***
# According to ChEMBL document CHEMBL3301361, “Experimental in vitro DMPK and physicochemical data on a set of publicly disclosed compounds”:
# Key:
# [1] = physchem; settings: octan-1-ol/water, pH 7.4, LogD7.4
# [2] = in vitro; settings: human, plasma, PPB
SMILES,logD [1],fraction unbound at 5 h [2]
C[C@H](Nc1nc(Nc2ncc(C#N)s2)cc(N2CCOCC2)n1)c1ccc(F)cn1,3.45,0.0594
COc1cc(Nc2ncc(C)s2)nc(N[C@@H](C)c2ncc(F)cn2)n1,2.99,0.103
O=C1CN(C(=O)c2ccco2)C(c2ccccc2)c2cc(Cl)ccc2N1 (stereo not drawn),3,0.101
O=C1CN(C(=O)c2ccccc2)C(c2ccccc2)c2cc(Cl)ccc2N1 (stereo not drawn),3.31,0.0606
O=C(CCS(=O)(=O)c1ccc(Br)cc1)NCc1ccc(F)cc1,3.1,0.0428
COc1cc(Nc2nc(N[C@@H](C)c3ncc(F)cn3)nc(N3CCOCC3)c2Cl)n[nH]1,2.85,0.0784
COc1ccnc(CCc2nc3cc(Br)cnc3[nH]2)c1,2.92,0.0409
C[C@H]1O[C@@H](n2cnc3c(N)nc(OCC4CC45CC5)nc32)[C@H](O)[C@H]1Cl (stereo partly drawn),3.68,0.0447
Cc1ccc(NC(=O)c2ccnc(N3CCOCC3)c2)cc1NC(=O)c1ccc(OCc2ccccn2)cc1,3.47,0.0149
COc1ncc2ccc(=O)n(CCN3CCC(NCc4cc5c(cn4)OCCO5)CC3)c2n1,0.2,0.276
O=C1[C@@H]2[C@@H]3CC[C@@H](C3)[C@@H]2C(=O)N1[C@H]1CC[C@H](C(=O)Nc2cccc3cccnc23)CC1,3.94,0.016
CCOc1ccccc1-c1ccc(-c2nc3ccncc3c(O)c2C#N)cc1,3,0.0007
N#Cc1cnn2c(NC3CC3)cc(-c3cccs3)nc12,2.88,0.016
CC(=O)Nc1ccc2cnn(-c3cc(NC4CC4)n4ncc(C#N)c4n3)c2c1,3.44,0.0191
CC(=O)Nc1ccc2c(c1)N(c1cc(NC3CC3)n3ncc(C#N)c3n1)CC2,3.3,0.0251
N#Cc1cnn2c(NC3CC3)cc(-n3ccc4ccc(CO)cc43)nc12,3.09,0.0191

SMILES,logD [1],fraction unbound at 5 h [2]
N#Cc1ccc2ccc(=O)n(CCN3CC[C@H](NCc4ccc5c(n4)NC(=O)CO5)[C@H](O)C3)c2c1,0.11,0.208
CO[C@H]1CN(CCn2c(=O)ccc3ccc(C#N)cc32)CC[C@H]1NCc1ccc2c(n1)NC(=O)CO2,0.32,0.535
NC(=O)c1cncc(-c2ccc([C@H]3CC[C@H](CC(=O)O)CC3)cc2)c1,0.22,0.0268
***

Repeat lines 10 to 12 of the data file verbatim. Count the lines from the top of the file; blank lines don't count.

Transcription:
O=C(CCS(=O)(=O)c1ccc(Br)cc1)NCc1ccc(F)cc1,3.1,0.0428
COc1cc(Nc2nc(N[C@@H](C)c3ncc(F)cn3)nc(N3CCOCC3)c2Cl)n[nH]1,2.85,0.0784
COc1ccnc(CCc2nc3cc(Br)cnc3[nH]2)c1,2.92,0.0409